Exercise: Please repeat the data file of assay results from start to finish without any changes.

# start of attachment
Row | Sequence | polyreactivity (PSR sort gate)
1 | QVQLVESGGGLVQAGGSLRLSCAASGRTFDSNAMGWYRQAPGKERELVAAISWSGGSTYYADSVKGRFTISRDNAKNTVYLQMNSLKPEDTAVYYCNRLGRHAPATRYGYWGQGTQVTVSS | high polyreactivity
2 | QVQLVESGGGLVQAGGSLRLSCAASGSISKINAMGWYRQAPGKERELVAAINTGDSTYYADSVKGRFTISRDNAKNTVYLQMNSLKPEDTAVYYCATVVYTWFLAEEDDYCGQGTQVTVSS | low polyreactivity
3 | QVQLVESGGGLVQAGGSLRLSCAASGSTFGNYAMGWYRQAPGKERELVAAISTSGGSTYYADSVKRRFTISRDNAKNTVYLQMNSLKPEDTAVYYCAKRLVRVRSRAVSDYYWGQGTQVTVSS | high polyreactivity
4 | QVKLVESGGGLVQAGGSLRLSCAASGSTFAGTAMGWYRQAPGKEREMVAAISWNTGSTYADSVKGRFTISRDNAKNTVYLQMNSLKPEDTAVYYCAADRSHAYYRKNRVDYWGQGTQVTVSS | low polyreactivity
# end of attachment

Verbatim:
Row | Sequence | polyreactivity (PSR sort gate)
1 | QVQLVESGGGLVQAGGSLRLSCAASGRTFDSNAMGWYRQAPGKERELVAAISWSGGSTYYADSVKGRFTISRDNAKNTVYLQMNSLKPEDTAVYYCNRLGRHAPATRYGYWGQGTQVTVSS | high polyreactivity
2 | QVQLVESGGGLVQAGGSLRLSCAASGSISKINAMGWYRQAPGKERELVAAINTGDSTYYADSVKGRFTISRDNAKNTVYLQMNSLKPEDTAVYYCATVVYTWFLAEEDDYCGQGTQVTVSS | low polyreactivity
3 | QVQLVESGGGLVQAGGSLRLSCAASGSTFGNYAMGWYRQAPGKERELVAAISTSGGSTYYADSVKRRFTISRDNAKNTVYLQMNSLKPEDTAVYYCAKRLVRVRSRAVSDYYWGQGTQVTVSS | high polyreactivity
4 | QVKLVESGGGLVQAGGSLRLSCAASGSTFAGTAMGWYRQAPGKEREMVAAISWNTGSTYADSVKGRFTISRDNAKNTVYLQMNSLKPEDTAVYYCAADRSHAYYRKNRVDYWGQGTQVTVSS | low polyreactivity